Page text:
Kids Who Live With Smokers Miss One More Extra Day Of School Than Others, But So What?
A study has just come over the wires that reveals that kids who live with smokers are, on average, missing one extra day of school each year than those kids who grow up in non-smoking households. But a single day here and there isn’t enough to incentivize smoking parents to give up the bad habit.
Researchers found that among nearly 3,100 families in a national survey, children who lived with smokers missed an extra day out of the school year, on average.
They also tended to have more ear infections and “chest colds” than their peers did, and that seemed to partly explain the link between household smoking and missed school days.
Waving absenteeism in the face of parents who smoke around their kids doesn’t carry much weight when all it boils down to is one measly day a year. One school day can be lost and gained in a single test score or in class performance. One day at school does not impact a child’s scholastic performance enough to warrant a headline, in my opinion.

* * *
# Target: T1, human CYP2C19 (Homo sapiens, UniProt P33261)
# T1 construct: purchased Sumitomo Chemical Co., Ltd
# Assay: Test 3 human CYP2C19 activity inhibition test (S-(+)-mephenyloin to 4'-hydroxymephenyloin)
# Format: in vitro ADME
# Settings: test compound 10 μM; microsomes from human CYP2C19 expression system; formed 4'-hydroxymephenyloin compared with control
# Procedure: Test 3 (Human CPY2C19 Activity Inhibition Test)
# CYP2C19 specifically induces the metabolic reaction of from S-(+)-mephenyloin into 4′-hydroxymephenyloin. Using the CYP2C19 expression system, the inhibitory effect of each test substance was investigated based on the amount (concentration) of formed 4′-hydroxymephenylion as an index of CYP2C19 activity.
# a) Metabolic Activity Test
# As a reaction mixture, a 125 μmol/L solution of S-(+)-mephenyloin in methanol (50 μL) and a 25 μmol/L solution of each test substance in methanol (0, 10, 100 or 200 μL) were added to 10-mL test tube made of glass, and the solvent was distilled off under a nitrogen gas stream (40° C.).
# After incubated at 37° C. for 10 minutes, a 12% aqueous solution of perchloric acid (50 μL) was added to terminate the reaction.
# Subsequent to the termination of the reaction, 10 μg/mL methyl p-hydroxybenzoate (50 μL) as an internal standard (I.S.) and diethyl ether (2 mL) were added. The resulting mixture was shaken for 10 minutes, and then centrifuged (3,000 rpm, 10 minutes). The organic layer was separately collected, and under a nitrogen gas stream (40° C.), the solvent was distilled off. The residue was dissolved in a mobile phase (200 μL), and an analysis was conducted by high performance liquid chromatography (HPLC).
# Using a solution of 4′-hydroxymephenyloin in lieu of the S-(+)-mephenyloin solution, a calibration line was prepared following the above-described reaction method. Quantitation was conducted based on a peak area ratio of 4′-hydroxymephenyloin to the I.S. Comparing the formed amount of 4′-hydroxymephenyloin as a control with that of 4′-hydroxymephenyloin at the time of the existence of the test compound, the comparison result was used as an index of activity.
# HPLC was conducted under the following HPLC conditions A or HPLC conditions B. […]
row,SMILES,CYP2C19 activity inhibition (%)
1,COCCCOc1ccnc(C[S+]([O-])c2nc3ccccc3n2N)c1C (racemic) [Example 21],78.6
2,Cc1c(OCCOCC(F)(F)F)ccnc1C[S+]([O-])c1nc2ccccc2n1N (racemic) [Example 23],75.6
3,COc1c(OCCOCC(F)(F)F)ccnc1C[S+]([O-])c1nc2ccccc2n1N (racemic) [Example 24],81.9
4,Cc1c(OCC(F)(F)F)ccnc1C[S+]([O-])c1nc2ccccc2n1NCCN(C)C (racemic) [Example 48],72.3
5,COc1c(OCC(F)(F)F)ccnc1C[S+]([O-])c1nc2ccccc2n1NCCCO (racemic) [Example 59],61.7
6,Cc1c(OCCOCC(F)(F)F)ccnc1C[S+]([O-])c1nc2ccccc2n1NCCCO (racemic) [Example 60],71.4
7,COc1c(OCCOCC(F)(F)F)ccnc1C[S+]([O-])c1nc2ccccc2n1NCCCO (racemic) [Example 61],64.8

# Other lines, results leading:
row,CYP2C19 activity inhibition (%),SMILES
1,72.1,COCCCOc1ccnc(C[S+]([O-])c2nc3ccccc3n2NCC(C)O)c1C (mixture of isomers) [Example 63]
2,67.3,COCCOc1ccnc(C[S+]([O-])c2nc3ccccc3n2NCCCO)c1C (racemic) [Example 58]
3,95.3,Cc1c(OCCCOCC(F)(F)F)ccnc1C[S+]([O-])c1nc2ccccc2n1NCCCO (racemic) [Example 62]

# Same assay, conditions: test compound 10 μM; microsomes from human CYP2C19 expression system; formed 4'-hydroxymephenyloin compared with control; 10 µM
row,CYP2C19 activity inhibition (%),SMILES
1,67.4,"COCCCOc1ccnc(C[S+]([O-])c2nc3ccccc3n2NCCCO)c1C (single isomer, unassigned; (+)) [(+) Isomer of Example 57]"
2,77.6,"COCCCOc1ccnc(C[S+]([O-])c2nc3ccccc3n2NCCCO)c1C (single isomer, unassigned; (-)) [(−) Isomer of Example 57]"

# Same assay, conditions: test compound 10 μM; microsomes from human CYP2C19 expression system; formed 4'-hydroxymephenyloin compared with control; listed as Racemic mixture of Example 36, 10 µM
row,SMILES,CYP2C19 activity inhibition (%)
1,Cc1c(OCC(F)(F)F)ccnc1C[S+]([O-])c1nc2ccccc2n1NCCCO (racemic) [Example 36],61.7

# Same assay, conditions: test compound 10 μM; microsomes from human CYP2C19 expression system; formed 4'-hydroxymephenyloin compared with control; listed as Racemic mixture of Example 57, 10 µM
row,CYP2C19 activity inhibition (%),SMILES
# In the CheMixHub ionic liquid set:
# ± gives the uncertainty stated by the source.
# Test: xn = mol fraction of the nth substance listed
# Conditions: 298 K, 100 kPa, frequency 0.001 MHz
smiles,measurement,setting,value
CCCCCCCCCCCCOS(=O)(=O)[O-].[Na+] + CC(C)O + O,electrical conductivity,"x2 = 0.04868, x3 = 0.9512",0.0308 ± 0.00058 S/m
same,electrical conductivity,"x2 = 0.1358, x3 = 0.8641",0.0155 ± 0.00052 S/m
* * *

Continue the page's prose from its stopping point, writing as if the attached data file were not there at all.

But the researchers do point out an alternative angle — a financial one:
When children miss extra school days, the researchers say, it’s not only the child who may be affected. If a parent has to stay home from work, the family takes a financial hit.
The researchers estimate that the extra school absences linked to smoking cost parents $176 million in lost wages in 2005 — assuming a working parent stayed home each time a child was sick.
The money aside, chest colds and ear infections should be enough reason to kick smoking for your kids.